Harvard Professor’s Copyright Lecture Removed from YouTubeAdded: Monday, February 22nd, 2016
Category: Bit Torrent Freedom > The Right To Share
Tags:ET, p2p, Torrent, Piracy, Peer To Peer, Network, Hackers, Internet, BitTorrent, Google, utorrent, bitcomet, extratorrent, www.extratorrent.cc, 2016
Sony Music sent a takedown request to the well-known streaming service, asking it to remove access to a copyright lecture from Harvard Law professor, and YouTube complied. Although the online course does feature snippets of well-known Jimi Hendrix covers, it still represents a perfect example of fair use due to its clearly educational use.
In most cases, alleged copyright infringements are detected and reported by the automated bots and then are processed by the receiving site automatically as well. This is why this process sometimes results in many false and inaccurate takedown requests. Some believe that YouTube should consider providing its publishers more tools to counter inaccurate requests.
Google, YouTube’s parent company, recognizes this problem and even offers to cover the legal bills of a number of people who argued that their removed videos were protected by “fair use” clause. Another incident emerged a few days ago, when Harvard Law professor had one of his courses pulled from YouTube. Ironically enough, it was the video named “The Subject Matter of Copyright: Music.”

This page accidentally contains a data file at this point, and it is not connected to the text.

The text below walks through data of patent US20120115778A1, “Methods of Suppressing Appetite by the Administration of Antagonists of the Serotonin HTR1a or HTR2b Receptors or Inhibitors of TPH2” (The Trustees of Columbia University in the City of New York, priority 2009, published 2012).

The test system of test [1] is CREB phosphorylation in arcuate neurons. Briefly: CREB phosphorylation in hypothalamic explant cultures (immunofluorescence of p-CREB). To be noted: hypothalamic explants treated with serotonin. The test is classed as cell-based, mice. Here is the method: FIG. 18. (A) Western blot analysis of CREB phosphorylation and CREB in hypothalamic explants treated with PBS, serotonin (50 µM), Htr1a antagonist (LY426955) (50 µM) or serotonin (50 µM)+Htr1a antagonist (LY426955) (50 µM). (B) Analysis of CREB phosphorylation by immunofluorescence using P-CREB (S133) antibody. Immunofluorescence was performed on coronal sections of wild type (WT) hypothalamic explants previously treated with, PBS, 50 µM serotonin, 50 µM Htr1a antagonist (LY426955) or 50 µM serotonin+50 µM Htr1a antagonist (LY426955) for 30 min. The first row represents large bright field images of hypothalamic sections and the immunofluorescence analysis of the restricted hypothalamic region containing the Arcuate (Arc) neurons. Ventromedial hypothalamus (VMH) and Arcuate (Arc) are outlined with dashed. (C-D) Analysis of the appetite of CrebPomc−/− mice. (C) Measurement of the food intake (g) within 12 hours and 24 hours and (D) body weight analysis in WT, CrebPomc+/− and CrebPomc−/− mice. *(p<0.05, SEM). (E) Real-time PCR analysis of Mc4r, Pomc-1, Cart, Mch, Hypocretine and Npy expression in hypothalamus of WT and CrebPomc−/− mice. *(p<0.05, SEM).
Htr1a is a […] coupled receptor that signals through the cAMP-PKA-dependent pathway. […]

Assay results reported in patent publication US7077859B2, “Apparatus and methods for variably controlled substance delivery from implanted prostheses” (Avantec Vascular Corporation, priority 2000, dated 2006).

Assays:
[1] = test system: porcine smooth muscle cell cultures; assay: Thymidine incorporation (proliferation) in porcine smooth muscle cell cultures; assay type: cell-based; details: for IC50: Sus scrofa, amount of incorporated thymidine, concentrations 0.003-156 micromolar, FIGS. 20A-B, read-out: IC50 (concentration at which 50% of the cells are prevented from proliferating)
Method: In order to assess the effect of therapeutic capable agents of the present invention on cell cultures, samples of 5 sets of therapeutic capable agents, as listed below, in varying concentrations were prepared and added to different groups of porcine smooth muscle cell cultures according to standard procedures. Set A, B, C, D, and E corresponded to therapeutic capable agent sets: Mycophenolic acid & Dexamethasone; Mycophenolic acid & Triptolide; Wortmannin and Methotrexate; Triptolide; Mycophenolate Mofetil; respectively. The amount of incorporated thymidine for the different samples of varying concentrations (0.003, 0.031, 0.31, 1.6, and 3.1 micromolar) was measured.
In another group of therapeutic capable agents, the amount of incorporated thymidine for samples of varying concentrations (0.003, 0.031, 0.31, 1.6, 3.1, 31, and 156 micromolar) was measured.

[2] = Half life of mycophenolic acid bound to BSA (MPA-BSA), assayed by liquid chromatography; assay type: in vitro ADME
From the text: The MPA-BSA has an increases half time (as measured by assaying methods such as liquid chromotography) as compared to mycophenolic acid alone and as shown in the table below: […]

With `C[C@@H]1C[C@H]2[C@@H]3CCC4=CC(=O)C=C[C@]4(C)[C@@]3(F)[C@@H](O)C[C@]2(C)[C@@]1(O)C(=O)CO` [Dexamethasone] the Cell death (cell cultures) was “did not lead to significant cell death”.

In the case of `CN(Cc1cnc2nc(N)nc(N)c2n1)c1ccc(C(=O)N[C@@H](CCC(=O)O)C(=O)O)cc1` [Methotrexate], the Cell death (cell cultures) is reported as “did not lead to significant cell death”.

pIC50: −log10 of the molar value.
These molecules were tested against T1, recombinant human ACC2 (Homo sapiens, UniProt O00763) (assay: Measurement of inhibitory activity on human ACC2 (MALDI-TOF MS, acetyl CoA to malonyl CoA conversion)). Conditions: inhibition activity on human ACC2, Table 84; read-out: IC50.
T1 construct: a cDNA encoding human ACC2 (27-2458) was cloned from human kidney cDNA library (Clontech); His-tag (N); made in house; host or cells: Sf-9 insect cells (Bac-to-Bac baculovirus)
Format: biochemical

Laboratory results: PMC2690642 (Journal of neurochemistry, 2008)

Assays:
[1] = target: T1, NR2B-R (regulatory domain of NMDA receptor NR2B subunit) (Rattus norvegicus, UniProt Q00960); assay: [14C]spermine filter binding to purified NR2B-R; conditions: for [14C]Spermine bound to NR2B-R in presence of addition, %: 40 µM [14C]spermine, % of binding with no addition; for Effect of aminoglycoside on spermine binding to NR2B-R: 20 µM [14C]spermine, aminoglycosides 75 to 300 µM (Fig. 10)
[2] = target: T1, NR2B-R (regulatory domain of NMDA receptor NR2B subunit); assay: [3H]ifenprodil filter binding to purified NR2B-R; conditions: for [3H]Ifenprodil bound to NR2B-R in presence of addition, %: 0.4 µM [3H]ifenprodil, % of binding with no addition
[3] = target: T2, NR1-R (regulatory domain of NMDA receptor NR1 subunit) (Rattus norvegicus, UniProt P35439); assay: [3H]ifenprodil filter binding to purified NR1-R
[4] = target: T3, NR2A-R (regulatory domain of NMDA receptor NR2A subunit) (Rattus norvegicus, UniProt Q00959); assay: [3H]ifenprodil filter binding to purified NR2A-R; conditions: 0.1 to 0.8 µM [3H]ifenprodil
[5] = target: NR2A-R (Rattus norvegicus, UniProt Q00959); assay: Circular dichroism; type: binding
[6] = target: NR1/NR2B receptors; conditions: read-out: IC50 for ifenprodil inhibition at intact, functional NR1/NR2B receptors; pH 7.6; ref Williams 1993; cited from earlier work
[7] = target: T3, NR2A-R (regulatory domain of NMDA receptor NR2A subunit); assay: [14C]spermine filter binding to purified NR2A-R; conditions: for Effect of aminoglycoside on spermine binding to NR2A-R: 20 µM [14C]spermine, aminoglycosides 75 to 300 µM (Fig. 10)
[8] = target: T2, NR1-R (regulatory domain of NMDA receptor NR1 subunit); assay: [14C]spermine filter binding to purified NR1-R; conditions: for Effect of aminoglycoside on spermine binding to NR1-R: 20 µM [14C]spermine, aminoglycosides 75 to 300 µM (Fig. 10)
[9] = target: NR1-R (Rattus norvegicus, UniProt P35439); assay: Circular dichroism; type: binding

However, the video was still available on the CopyrightX project website and it did indeed include some music clips, all covers of Jimi Hendrix’s Little Wing. Given the educational nature of the video, this would be an excellent example of fair use, but Sony Music still flagged it and subsequently removed from public view. According to industry watchers, there seems to be very little oversight of YouTube takedowns, if any, and with more copyright holders using automated software to flag pirate content the problems may get worse.
In this case, the video was finally reinstated on YouTube after being unavailable for more than a day.
Thanks to TorrentFreak for providing the source of the article.
Monday, February 22nd, 2016
|It seems when people talk about the music industry then it becomes this world wide united organization. So copyright is not the same outside America. I heard that ripping music from a CD costs money just for extracting the data from it in some other country. So it is a type of espionage against the music industry because they don't get their money. What a strange policy too.||
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